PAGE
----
Special Room Rouses Alzheimer's Patients
Special Room Rouses Alzheimer's Patients
Knight Ridder/Tribune Business News
February 19, 2004
Knight Ridder/Tribune Business News - February 19,
2004 STAMFORD, Conn.
-- To help patients with dementia or
Alzheimers disease, St. Camillus Health Center
has created a room that combines soft music, aromatherapy,
textured objects and colored lighting designed to
stimulate the senses.
Jane Carlo, recreation director at the Elm Street
facility, introduced eight patients to the idea after
seeing such a room, called Snoezelen, at the Masonic
Health Care Center in Wallingford.
Snoezelen originated in the Netherlands in the early
1980s to help mentally retarded children and adults,
according to Flaghouse, a Snoezelen distributor based
in New Jersey.
Medical professionals thought patients lacked stimulation
and sought methods for eliciting responses through
their senses of touch, hearing, sight, smell and taste.
About 100 Snoezelen rooms have been built in the United
States and more than 2,000 are in Europe, most designed
for children with learning disabilities.
At St. Camillus, patients use the room for 10 minutes
three times a week, Carlo said. Most patients became
relaxed, though others had no reaction or became agitated.
"You never know what response you will get, but
that is not our concern," Carlo said. "Our
goal is to document their response and see what works
and what doesnt work for the patient to help
stimulate their senses."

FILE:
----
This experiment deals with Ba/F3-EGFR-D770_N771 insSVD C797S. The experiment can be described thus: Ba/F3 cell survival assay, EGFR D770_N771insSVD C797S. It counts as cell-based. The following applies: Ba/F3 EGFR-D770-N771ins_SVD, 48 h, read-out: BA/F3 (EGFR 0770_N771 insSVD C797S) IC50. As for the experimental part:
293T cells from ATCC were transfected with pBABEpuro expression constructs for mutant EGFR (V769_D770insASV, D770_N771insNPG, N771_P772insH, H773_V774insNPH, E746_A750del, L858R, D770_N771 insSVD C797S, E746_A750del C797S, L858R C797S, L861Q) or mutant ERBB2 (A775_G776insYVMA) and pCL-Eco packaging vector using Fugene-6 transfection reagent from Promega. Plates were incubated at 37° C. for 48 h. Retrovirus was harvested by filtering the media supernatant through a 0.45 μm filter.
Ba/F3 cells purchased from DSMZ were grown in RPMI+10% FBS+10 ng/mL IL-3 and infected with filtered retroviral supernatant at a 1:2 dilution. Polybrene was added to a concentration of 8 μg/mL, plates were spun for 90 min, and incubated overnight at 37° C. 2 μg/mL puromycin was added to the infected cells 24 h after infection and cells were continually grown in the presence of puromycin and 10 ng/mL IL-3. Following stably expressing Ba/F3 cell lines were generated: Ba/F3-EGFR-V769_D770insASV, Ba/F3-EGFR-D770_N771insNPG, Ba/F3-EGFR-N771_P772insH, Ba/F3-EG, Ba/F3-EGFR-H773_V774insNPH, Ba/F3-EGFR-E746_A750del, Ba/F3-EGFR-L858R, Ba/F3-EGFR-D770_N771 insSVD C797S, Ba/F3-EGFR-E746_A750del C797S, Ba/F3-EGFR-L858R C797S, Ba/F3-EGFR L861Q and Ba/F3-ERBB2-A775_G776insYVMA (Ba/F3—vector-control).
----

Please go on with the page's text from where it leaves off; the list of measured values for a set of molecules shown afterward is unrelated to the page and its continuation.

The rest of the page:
Joan Camurati, a resident at St. Camillus since 2001,
no longer speaks, is often agitated and blurts out
sounds. She stares blankly, unaware of her surroundings
and jumps when she is touched.
After spending 10 minutes in the Snoezelen room recently,
Camurati appeared calm and reacted to lights and objects
by staring at each one, Carlo said.
"See how calm she is now, and attentive she is
to the objects," she said. "These are the
results we are looking for."
Carlo used a colored bubble machine, similar to a
lava lamp, to try to provoke visual and auditory senses.
An aroma diffuser filled the air with lavender, a
medically proven relaxation scent. Patients also listened
to soothing music while a projector showed colored
images of water. A spotlight and mirror ball twirled
around the room, casting colored shadows.
Carlo adjusted each object based on Camuratis
response. When she entered the room, Camurati was
agitated, but she quickly calmed down. When she later
became agitated again, Carlo removed the projected
image and Camurati was calm.
"Its not going to be 100 percent successful,
but if we can help one person, we consider that success,"
said John Halleran, St. Camillus administrator.
Health professionals from Masonic Health Care Center
shared information about how the room works during
a recent conference at the Alzheimers Resource
Center in Plantsville.
Sharon Louchen, director of recreation at Masonic,
said the practice is based on trial and error.
"You have to go into the room and try new things.
What works today might not work tomorrow," Louchen
said. "For so many of our dementia patients,
Snoezelen gives them peace. If they are agitated,
it calms them down. If they are hearing impaired,
it gives them some tactical stimulation. If they are
visually impaired, it gives them visual stimulation."
She said her goal is to collect data to determine
whether Snoezelen may be used as an alternative to
"If they have peace for 15 minutes while they
are in the Snoezelen room, it could be possible to
take them off their medications or reduce medications,"
she said. "But more study is needed to determine
if that is possible."
Veronica Bolcik, vice president of merchandise for
Flaghouse, said Snoezelen is used in nursing homes,
hospice care, independent living facilities and schools.
"It is such a basic concept," Bolcik said.
"By controlling the environment, whether it is
sound, sight, smell or touch, it is the basic stimuli
that comes into the body and it has an extremely powerful
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